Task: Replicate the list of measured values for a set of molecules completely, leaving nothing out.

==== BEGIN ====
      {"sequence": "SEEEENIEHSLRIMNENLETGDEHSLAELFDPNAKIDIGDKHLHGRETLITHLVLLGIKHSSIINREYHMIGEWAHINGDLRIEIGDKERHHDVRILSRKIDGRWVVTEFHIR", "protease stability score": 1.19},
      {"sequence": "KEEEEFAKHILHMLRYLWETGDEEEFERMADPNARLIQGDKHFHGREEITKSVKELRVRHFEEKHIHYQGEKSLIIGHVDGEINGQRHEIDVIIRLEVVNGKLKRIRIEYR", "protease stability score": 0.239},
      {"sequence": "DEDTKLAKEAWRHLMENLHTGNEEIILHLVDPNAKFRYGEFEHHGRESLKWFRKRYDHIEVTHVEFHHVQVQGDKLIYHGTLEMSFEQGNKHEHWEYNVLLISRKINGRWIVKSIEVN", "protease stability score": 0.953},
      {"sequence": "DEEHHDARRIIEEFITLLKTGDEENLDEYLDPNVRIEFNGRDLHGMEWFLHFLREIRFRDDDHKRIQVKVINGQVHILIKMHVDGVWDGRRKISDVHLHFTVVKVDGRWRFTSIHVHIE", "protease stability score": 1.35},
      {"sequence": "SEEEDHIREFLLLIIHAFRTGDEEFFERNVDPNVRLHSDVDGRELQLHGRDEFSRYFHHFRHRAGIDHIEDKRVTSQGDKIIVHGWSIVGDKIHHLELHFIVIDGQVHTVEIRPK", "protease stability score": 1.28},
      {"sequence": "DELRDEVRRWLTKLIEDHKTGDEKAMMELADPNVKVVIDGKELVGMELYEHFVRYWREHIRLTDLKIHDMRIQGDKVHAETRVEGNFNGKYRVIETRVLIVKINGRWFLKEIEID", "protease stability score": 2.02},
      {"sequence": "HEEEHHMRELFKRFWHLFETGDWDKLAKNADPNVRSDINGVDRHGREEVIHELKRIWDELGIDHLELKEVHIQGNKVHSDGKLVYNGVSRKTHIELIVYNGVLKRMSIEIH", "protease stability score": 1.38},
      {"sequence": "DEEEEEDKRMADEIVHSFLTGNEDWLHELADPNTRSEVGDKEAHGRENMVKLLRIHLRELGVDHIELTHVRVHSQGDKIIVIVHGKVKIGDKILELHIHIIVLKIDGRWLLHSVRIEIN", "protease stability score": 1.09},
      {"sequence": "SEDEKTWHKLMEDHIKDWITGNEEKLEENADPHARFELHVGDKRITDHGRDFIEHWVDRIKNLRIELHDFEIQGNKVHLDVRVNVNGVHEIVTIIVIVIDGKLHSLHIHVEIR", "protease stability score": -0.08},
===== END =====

      {"sequence": "SEEEENIEHSLRIMNENLETGDEHSLAELFDPNAKIDIGDKHLHGRETLITHLVLLGIKHSSIINREYHMIGEWAHINGDLRIEIGDKERHHDVRILSRKIDGRWVVTEFHIR", "protease stability score": 1.19},
      {"sequence": "KEEEEFAKHILHMLRYLWETGDEEEFERMADPNARLIQGDKHFHGREEITKSVKELRVRHFEEKHIHYQGEKSLIIGHVDGEINGQRHEIDVIIRLEVVNGKLKRIRIEYR", "protease stability score": 0.239},
      {"sequence": "DEDTKLAKEAWRHLMENLHTGNEEIILHLVDPNAKFRYGEFEHHGRESLKWFRKRYDHIEVTHVEFHHVQVQGDKLIYHGTLEMSFEQGNKHEHWEYNVLLISRKINGRWIVKSIEVN", "protease stability score": 0.953},
      {"sequence": "DEEHHDARRIIEEFITLLKTGDEENLDEYLDPNVRIEFNGRDLHGMEWFLHFLREIRFRDDDHKRIQVKVINGQVHILIKMHVDGVWDGRRKISDVHLHFTVVKVDGRWRFTSIHVHIE", "protease stability score": 1.35},
      {"sequence": "SEEEDHIREFLLLIIHAFRTGDEEFFERNVDPNVRLHSDVDGRELQLHGRDEFSRYFHHFRHRAGIDHIEDKRVTSQGDKIIVHGWSIVGDKIHHLELHFIVIDGQVHTVEIRPK", "protease stability score": 1.28},
      {"sequence": "DELRDEVRRWLTKLIEDHKTGDEKAMMELADPNVKVVIDGKELVGMELYEHFVRYWREHIRLTDLKIHDMRIQGDKVHAETRVEGNFNGKYRVIETRVLIVKINGRWFLKEIEID", "protease stability score": 2.02},
      {"sequence": "HEEEHHMRELFKRFWHLFETGDWDKLAKNADPNVRSDINGVDRHGREEVIHELKRIWDELGIDHLELKEVHIQGNKVHSDGKLVYNGVSRKTHIELIVYNGVLKRMSIEIH", "protease stability score": 1.38},
      {"sequence": "DEEEEEDKRMADEIVHSFLTGNEDWLHELADPNTRSEVGDKEAHGRENMVKLLRIHLRELGVDHIELTHVRVHSQGDKIIVIVHGKVKIGDKILELHIHIIVLKIDGRWLLHSVRIEIN", "protease stability score": 1.09},
      {"sequence": "SEDEKTWHKLMEDHIKDWITGNEEKLEENADPHARFELHVGDKRITDHGRDFIEHWVDRIKNLRIELHDFEIQGNKVHLDVRVNVNGVHEIVTIIVIVIDGKLHSLHIHVEIR", "protease stability score": -0.08},